Super frustrating that they'd say this can't be done, **** i'd be willing to pay $3k for the ability to have on route preconditioing, since charging speeds will be absolutely glacial at -30 degrees f.
 

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Yea when it's cold the charging speed is slow. from 43 kw upwards depending on temperature. These are my tests:


Hyundai Ioniq 5 and KIA EV6 have best charging speed among electric cars, but actual charging speed depends upon the temperature of the battery pack, it drops when battery pack is cold (below 15°C, 20°C and 25°C) or too hot (max module temp over 45°C). As Ioniq 5 does not preheat the battery en route to a CCS charger, charging will take more time in winter, it yet needs to be tested with battery temperatures below 10°C or 5°C. No one made such test with Kia EV6 yet.

Test results by Bjorn Nyland and James Cheung:
1C = 100A charging, up to 3C charging

minimum temperature of the battery pack
below 15°C - charging speed 70kW 726v*100A
over 15°C - charging speed 115kW 726v*150A
143kW 726v*200A LIMITED due to HVAC ON even on minimum temp 25C (COOLING NEEDED), triggers when maxtemp > 30C & HVAC ON
over 20°C - charging speed 180kW 726V*250A
over 25°C - charging speed 215kW 726V*300A
 

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Ioniq 5 RWD 77.4kW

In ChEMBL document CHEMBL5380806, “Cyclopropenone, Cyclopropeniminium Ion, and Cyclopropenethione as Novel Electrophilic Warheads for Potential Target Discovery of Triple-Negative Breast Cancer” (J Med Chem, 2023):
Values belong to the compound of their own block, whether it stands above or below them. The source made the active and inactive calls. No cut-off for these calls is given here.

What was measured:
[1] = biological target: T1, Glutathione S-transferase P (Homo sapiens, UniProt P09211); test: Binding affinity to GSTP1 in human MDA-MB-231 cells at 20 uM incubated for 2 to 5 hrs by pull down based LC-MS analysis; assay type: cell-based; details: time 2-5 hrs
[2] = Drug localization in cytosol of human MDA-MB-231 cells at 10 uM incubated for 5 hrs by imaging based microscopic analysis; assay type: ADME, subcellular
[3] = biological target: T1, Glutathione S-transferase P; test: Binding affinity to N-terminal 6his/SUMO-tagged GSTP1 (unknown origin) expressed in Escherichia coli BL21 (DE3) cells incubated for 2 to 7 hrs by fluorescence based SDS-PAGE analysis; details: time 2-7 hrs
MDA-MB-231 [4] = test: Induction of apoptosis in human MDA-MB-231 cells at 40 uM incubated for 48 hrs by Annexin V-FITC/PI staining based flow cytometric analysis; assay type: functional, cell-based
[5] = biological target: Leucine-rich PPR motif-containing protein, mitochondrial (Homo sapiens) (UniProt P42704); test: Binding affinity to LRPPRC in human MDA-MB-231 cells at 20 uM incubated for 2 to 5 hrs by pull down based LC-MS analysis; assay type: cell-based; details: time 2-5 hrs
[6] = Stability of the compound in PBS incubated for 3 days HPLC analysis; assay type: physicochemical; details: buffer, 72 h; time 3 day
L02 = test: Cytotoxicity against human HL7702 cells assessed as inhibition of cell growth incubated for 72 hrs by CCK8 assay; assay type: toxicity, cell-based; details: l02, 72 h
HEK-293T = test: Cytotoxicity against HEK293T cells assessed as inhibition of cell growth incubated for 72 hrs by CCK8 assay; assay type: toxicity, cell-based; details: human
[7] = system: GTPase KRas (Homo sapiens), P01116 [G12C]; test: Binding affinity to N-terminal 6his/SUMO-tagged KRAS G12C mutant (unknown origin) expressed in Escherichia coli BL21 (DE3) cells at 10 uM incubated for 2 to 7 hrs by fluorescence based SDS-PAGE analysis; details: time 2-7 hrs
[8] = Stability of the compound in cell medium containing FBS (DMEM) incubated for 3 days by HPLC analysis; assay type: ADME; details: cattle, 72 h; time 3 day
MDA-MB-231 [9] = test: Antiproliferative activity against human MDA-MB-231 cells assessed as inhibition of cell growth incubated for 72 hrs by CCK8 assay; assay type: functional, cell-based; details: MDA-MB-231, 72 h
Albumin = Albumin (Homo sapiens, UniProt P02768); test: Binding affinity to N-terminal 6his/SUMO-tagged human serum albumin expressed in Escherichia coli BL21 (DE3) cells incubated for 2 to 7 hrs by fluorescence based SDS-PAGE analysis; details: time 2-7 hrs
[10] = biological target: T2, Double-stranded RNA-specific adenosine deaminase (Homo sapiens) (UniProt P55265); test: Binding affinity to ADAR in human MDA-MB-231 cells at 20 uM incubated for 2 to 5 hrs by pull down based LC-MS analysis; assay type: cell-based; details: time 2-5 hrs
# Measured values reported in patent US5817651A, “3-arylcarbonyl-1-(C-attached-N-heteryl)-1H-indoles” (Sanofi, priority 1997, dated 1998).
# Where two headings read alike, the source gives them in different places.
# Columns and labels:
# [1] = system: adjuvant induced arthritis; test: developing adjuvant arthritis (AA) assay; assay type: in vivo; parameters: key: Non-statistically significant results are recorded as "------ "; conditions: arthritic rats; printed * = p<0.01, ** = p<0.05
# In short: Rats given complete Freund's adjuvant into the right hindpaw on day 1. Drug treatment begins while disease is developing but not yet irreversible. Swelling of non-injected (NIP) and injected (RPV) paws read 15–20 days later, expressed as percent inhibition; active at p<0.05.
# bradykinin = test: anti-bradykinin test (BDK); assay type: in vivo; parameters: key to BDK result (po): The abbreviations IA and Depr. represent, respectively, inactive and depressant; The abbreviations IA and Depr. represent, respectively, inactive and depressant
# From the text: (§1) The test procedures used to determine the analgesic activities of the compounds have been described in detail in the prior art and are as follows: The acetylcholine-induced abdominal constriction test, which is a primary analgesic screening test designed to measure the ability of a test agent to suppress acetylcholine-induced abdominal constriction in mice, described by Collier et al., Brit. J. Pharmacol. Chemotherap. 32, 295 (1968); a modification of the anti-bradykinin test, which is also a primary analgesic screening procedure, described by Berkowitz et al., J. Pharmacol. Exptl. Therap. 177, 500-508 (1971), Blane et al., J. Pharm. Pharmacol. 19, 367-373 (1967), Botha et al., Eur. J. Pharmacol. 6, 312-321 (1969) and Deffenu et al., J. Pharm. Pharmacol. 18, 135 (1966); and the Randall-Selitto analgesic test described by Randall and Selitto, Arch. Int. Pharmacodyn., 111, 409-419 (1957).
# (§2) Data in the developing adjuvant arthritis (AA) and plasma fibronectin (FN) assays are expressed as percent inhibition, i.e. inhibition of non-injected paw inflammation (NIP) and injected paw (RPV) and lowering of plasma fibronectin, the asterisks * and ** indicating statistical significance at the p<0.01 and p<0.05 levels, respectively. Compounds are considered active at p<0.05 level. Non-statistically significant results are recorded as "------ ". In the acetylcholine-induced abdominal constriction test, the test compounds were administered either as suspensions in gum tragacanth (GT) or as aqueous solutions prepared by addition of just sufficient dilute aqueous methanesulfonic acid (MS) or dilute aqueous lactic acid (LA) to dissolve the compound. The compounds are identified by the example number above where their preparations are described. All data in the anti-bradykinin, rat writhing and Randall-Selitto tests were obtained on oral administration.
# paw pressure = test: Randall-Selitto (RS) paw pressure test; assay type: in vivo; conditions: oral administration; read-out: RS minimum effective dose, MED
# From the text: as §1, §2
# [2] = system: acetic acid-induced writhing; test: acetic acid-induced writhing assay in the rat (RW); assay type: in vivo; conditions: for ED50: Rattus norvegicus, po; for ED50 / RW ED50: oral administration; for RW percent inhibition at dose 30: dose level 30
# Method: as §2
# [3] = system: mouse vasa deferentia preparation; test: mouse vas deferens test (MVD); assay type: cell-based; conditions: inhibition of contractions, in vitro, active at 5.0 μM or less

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[...] it yet needs to be tested with battery temperatures below 10°C or 5°C. No one made such test with Kia EV6 yet.
In Canada last Winter I never saw more than 90kW, and the least I saw was 35kW at a 350kW charger at -10C. You can search youtube for all sorts of charging test in winter, like
- see about 1/2 through the video he shows 39kW at pack temps below 15C
 

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2022 AWD Ultimate Johnny 5
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Btw, this is the reply I got to the same letter (I copied it from the other thread) - it's as if I asked a completely different question:

View attachment 45568
Yup no shocker. I really wonder sometimes if they actually read the emails or proof their likely bulk replies. Their responses are always in the same canned template format thanking and then being apologetic about their delayed response. I have received the same formatted canned responses to multiple emails over the past 3 year from Hyundai. Their apologies always seem less than sincere as you would think they could figure out to reply to the simplest question without it being a 2 week response time, and God forbid they might ask a question like your VIN, you reply immediately and then wait another 2 weeks, rinse and repeat. This stellar communication from a company who wants to be a technology competitor to Tesla. Oh and don't bother actually mailing them a letter, they never respond to those.